Creating and applying true humanity for business, at scale, can present monumental challenges. But the goal breaks down into a few core principles. First, companies need to philosophically commit to putting customers first; nothing else matters. Second, they need to think about building relationships with customers as they would with their own friends, not as faceless, nameless account numbers. Only then, finally, can companies harness the full potential of technology to personalize every interaction to create a truly human experience — one that anticipates needs, respects time, appreciates effort and values individuality.

We’ve created this book for two primary reasons. First, we want to engage business leaders in an important conversation (and likely, debate) about how companies can build empathy into their businesses. It’s a central theme of humanizing interactions and creating emotional connections between people and brands, and it’s at the heart of what we do as a company.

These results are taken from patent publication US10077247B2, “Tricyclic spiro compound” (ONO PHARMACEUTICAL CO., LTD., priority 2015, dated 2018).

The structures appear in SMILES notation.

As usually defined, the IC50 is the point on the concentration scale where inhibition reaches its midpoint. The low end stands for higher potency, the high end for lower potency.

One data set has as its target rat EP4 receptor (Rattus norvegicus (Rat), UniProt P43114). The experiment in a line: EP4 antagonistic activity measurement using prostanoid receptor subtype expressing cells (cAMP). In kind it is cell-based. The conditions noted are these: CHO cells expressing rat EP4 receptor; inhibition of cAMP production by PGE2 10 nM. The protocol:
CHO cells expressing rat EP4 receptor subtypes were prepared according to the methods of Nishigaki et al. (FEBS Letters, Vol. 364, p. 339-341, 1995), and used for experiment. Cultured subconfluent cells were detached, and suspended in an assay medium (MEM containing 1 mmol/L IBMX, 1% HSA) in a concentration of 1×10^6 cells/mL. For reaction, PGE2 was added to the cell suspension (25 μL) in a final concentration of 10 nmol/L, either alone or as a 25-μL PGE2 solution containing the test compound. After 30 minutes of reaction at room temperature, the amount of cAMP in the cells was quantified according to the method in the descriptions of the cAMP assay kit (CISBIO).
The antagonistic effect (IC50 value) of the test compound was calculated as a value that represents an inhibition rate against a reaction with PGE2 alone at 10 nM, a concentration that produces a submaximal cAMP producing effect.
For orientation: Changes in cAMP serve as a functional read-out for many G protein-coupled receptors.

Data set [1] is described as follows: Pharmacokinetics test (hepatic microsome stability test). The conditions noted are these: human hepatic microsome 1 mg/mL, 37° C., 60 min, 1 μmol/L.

Second, we want to start an even bigger discussion (and more debate) around a question facing all of us as a community: If the previous era of technology was focused on automating processes, is the new era about tapping into technology’s potential to humanize those processes and interactions? We have explored this question through the eyes of deep thinkers — scientists, artists, influencers and technologists — and we’ve approached this subject with a great deal of optimism and diversity, with the idea that business leaders everywhere can benefit from the discussion to create better products and service, better companies and, most importantly, deeper and more emotionally connected relationships with their customers.

“The Technology of Us” is about people, companies, technology and the relationship that gives meaning to the word “us.”

Welcome to the conversation.

Ken Tuchman, TeleTech's chairman of the board of directors and chief executive officer, founded TeleTech to transform the way companies deliver the customer experience. With his innate understanding of the power of data and technology to connect customers directly with brands, Tuchman saw the customer experience revolution on the horizon and built a company to lead it.